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Rescuing China’s Bears From Bile Farms, One by One

China
Some had wounded faces and bloodied paws. Some were angry after years of mistreatment. But six Asiatic black bears now have a chance at a life of dignity after being rescued on Wednesday from a Chinese bile farm by Animals Asia, an animal rights group, and the Chinese government’s State Forestry agency.

The bear rescue will continue for a few days as the animals are settled into their new home at a shelter outside Chengdu, the capital of Sichuan province, which now houses nearly 150 bears, You can follow it on Animals Asia’s Twitter feed with the hashtag #newyearrescue.

Today’s story is a happy one, though it’s part of the bigger, sadder picture of how thousands of bears are “farmed” for their bile here in China, often in excruciatingly painful conditions. Some are caged as cubs, and grow up crooked; physical injury and emotional trauma is the norm.

Rendezvous readers have debated passionately about bear bile farming before. It’s common in China and Vietnam, where it is illegal. While the Chinese government is taking action against some bear farms, it’s not illegal here if farms have licenses for it. About 10,000 bears are believed to be caged for their bile in China and a couple thousand in Vietnam. It’s a lucrative trade, with bile prized by the Chinese traditional medicine industry for a range of cures. As my former colleague, Mark McDonald, summed it up:

“Bear bile is prized in traditional Chinese medicine for its alleged ability to relieve muscle aches, joint pains, fever, migraines and hangovers, as well as being a curative for impotence, gallstones, cirrhosis, even cancer. Synthetic compounds are just as effective for many of these ailments, but many Asians, especially Chinese and Vietnamese men of a certain age, favor fresh bile.”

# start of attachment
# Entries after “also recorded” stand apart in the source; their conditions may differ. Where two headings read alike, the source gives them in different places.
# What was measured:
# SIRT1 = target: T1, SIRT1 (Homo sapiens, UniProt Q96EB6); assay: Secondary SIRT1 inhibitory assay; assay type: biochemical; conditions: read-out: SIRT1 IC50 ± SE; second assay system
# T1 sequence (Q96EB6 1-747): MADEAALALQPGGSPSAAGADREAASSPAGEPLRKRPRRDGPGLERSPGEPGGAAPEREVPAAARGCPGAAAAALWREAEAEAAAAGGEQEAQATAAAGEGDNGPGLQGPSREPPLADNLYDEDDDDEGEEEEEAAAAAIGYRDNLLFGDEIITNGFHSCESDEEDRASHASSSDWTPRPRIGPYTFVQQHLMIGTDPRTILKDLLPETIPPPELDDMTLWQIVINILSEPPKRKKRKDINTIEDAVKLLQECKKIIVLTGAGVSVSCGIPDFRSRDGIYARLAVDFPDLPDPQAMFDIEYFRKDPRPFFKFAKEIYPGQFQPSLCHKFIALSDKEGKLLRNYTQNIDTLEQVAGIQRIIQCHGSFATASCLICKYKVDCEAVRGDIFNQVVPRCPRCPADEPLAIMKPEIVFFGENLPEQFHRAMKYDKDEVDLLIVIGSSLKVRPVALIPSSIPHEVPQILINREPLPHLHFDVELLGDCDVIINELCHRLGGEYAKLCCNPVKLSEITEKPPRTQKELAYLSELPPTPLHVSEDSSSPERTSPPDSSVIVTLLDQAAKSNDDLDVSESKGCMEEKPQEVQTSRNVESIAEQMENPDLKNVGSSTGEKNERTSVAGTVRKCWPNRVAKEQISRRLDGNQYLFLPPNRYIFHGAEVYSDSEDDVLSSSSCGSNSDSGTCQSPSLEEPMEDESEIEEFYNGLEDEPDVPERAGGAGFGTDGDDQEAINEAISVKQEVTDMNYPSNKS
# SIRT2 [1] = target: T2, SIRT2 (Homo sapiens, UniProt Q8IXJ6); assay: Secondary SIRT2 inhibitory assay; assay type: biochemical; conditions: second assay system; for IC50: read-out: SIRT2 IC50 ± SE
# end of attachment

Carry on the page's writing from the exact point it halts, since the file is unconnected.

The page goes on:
Your consensus, readers, was that it’s a horrific practice, despite arguments made by the Chinese traditional medicine industry that bile farming is “humane,” as Fang Shuting, the head of the Chinese Association of Traditional Chinese Medicine, said: “The process of extracting bear bile is like turning on a tap: natural, easy and without pain,’’ Mr. Fang said. “After they’re done, the bears can even play happily outside. I don’t think there’s anything out of the ordinary! It might even be a very comfortable process!”

As Mark wrote: “Wildlife biologists vehemently disagree, saying the needle sticks, catheterization and repeated draining of the gall bladder creates infections and leakage, which can lead to peritonitis and septicemia. ‘An excruciating death,’ said one scientist.”

Revulsion is growing among ordinary Chinese, too. “I don’t believe it at all that extracting bile is as easy and comfortable as Fang said. Why doesn’t he extract the bile from his body in the same way to prove it?” one wrote on Sina Weibo, the microblog site, Mark reported.

Here are the pictures.

Here’s what a journalist who witnessed a bear arriving at the rescue wrote:

“The Asiatic black bear gave a deep growl and struggled in a rusty cage only just bigger than her giant body, as rescue workers from the Animals Asia bear sanctuary fed her fruit to soothe her shattered nerves, and examined her body for signs of sores or bleeding.” (Full disclosure — this reporter is my husband, Clifford Coonan, the Irish Times China correspondent.)

Jill Robinson, the founder of Animals Asia, was there, organizing and watching.

Around the world, on Twitter and through video, people were watching, too.

Here’s a tweet from the actor Peter Egan, of “Downton Abbey” and “A Perfect Spy” fame, and an animal rights supporter.

As a member of Animals Asia wrote in an email to Rendezvous: watching the bears arrive “was exciting and sad in equal measure.” Exciting because it was the start of a new life for six; sad, because they need treatment and help, and because there are so many more out there.